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Dear Diary, I have a daughter with whom you may be acquainted

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My oldest daughter is almost 12. She just began keeping a journal.

I had a journal from ages 14-24. It was a three-ring binder filled with hundreds of pages of notebook paper, each covered in blue or black ink scrawl and doodle-littered margins.

Ten years of angst, rants, theories, dreadful poetry, and dreams crumbled into ashes one afternoon when I spontaneously decided to burn the diary in my parents’ fireplace. I fed pages to flames with no regret and with a lot of satisfaction.

There was a brief pause to consider how I was making the job of my future biographers much more difficult. Too bad. I proceeded, slightly less narcissistic than 30 seconds before.

I was 24 years old when I played Fahrenheit 451 and had just finished reading all the entries for the last time. It struck me I didn’t need to see the words on paper to remember who I liked my freshman year of high school until I found out another guy liked me, so then I liked him instead because he liked me, so, like, like, and so, and gaw! my mom! and maybe we’ll go to the Cotton Ball together?

I didn’t need to be reminded how my heart was broken one dewy autumn morning on the school’s lawn during a bomb scare evacuation. The timing was poetic, I mused at age 15. My school wasn’t obliterated, but my heart was. In honor of being dumped, I penned a poem which I easily remember:

The scarlet glowing candle,
allures me with its flame.
An unseen force pours tears on it,
leaving smoke that spells your name.

On and on, pages bore witness to teenage and young-twentysomething life. Everything was magnified during those years. Setbacks were cruel, triumphs were exhilarating.

My daughter’s journal is a yellow spiral notebook with Keep Out warnings written on the cover. She writes when she sits on the piano bench, when she’s in the car, when her door slams. I’m a mom. I can see through 1970’s era suburban bedroom door.

I will keep out of it, I promise. Her privacy will be honored.

It won’t stop me from wondering if she’ll try to rhyme “mysterious kiss” with “jasmine mist”.

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Comments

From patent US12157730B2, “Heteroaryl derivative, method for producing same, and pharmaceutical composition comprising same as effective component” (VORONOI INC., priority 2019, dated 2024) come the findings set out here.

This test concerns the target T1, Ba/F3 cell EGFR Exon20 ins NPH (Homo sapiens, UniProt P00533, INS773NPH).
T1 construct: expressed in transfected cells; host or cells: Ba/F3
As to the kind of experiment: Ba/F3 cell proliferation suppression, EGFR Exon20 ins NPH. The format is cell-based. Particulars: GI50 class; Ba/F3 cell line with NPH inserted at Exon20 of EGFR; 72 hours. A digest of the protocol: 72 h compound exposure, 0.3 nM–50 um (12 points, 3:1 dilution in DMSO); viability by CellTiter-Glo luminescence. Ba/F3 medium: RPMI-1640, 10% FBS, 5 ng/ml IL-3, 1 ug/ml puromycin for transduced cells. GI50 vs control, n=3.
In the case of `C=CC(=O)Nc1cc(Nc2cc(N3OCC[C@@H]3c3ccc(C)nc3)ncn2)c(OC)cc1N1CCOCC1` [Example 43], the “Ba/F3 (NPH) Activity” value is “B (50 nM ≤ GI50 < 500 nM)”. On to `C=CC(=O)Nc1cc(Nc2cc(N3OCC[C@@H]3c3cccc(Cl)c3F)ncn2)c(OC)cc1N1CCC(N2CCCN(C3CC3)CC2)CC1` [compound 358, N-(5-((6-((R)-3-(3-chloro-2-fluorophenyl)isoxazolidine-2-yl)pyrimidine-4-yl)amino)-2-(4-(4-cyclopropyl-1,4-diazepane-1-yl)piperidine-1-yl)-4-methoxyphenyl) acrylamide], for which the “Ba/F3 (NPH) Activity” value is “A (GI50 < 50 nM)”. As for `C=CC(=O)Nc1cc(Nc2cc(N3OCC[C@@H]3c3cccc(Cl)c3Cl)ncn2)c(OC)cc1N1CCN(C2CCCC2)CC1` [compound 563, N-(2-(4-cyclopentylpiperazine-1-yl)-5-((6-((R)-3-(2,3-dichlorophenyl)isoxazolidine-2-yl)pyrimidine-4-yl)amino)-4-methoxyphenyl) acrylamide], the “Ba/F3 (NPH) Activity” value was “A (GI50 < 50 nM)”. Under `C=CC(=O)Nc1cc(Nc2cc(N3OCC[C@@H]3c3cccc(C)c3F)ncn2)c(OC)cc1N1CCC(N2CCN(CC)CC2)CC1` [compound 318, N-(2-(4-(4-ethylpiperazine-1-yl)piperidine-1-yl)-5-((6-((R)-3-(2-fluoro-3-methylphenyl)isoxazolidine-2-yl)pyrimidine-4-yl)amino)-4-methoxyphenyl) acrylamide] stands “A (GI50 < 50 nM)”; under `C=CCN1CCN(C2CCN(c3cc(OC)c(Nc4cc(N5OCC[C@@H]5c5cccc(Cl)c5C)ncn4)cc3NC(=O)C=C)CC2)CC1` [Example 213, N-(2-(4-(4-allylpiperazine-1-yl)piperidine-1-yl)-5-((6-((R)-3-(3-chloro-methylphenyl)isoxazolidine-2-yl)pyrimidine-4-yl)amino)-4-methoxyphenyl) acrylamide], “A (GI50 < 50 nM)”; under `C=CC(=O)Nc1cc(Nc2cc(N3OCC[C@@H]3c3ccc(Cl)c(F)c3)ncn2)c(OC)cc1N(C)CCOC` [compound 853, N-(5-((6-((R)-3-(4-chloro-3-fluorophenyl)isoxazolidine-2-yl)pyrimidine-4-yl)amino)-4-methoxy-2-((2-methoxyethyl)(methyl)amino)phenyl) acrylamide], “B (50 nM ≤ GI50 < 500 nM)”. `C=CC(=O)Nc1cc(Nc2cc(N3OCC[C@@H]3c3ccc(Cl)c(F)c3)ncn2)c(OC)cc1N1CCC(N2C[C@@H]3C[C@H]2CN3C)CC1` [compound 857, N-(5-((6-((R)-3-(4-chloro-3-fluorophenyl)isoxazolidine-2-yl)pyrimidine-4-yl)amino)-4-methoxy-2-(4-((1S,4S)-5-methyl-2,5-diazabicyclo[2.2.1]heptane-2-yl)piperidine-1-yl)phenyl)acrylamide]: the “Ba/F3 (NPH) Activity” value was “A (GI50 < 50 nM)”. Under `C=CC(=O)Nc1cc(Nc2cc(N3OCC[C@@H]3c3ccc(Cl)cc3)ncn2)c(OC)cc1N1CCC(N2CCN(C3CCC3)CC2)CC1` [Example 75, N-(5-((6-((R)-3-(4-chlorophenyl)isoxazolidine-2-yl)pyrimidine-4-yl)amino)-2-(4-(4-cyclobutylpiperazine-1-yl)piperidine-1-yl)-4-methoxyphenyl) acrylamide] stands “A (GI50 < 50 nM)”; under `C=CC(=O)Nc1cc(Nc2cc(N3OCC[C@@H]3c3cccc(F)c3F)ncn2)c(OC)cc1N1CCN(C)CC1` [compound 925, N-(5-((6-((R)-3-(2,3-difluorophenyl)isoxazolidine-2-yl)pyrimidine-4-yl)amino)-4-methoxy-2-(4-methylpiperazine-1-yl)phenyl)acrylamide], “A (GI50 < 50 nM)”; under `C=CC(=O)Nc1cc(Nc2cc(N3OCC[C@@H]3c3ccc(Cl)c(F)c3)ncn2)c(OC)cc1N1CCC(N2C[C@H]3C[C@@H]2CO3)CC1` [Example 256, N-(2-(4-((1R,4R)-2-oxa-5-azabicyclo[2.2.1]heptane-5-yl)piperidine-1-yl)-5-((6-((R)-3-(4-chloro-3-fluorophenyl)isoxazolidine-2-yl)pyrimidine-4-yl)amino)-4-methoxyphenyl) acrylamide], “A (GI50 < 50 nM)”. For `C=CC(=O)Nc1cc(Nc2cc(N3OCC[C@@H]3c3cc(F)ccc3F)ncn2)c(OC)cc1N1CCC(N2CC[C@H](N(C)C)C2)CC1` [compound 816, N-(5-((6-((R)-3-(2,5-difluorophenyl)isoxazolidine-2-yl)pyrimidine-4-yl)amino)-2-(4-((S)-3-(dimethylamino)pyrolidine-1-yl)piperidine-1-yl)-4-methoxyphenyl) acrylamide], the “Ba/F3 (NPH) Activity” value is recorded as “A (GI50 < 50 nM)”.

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  • comment avatar kagey April 9, 2009

    Oh, I probably ought to burn mine, too. I have journals from 8th grade on. Even today I journal, but it doesn’t drip with quite so much angst! (I do use it to vent, though, some things don’t change!)

    I think a journal is healthy for a kid. I wonder if any of mine (ages 1-5) will start one someday?

  • comment avatar amy April 9, 2009

    : ) You’ve always been so intrepid in your willingness to leave the past behind, I didn’t know you’d burned your journals. And, come on, the bomb scare break up continues to be a good story.

  • comment avatar Megan April 9, 2009

    I didn’t burn mine, but I did rip it to shreds. I’ve kept some form of journal since about 14 also. The one I had from 14-21 is gone like the wind.

    And good riddance. πŸ™‚

  • comment avatar Beth - Total Mom Haircut April 9, 2009

    When I worked in a Montessori school one aspect of the program was that the students were to keep journals that the teachers then read and responded to (wrote notes in the margins). I always thought it was SO WEIRD and I was glad it was not part of my job description.

  • comment avatar JoAnn, The Casual Perfectionist http://thecasualperfectionist.com April 9, 2009

    I kept a journal…and I’ve kept it! Last year (or was it the year before? Time flies…) for NaBloPoMo (National Blog Posting Month), I dissected it.

    It was so much fun to look back!

    I hope my daughter keeps a journal. Writing always helped me clear my head. I hope she finds the same solace in the pages.

  • comment avatar Terra April 10, 2009

    Oh the diary, I didn’t do it but I fancied myself a poet and kept paper after paper with poetry of those kisses and such. I still have them, I laugh at them – maybe someday I will do something with them

    http://emersongirlsblog.blogspot.com

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